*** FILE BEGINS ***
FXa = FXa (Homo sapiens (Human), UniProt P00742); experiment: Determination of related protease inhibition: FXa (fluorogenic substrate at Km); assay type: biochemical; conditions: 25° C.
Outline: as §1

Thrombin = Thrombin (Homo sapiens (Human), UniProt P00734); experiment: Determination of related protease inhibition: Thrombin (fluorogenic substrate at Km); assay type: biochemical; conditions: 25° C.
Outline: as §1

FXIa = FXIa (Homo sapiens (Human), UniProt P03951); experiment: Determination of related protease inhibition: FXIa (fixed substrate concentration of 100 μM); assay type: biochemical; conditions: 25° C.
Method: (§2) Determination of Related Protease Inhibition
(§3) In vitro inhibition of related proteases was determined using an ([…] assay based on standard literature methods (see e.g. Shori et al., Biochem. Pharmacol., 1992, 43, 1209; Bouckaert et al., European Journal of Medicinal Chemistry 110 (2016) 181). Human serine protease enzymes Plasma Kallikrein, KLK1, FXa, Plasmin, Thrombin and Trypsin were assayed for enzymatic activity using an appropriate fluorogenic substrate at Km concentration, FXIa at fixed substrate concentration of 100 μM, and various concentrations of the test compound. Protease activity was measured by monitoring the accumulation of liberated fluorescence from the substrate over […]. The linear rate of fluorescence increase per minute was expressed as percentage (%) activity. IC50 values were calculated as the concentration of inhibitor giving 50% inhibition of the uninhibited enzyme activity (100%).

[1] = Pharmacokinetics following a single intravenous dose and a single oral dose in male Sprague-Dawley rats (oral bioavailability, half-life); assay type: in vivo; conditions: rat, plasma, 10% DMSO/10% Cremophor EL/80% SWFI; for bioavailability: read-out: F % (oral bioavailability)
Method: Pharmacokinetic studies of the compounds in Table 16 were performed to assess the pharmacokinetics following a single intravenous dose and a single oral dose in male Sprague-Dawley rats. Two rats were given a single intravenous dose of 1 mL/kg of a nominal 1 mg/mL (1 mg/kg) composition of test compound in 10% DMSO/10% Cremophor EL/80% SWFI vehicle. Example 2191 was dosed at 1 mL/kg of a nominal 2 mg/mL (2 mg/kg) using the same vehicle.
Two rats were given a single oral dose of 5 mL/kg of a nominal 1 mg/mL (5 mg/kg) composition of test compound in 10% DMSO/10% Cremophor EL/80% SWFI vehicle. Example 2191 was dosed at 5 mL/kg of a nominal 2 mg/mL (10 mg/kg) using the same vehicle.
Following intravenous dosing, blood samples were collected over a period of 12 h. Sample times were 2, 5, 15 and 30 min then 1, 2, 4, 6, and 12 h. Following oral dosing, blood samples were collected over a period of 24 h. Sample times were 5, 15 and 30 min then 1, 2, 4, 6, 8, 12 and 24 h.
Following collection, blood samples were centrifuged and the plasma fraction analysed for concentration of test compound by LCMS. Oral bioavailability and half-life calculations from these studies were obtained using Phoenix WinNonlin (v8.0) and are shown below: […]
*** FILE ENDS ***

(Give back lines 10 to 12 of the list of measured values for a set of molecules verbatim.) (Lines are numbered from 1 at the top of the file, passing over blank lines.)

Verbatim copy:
Two rats were given a single oral dose of 5 mL/kg of a nominal 1 mg/mL (5 mg/kg) composition of test compound in 10% DMSO/10% Cremophor EL/80% SWFI vehicle. Example 2191 was dosed at 5 mL/kg of a nominal 2 mg/mL (10 mg/kg) using the same vehicle.
Following intravenous dosing, blood samples were collected over a period of 12 h. Sample times were 2, 5, 15 and 30 min then 1, 2, 4, 6, and 12 h. Following oral dosing, blood samples were collected over a period of 24 h. Sample times were 5, 15 and 30 min then 1, 2, 4, 6, 8, 12 and 24 h.
Following collection, blood samples were centrifuged and the plasma fraction analysed for concentration of test compound by LCMS. Oral bioavailability and half-life calculations from these studies were obtained using Phoenix WinNonlin (v8.0) and are shown below: […]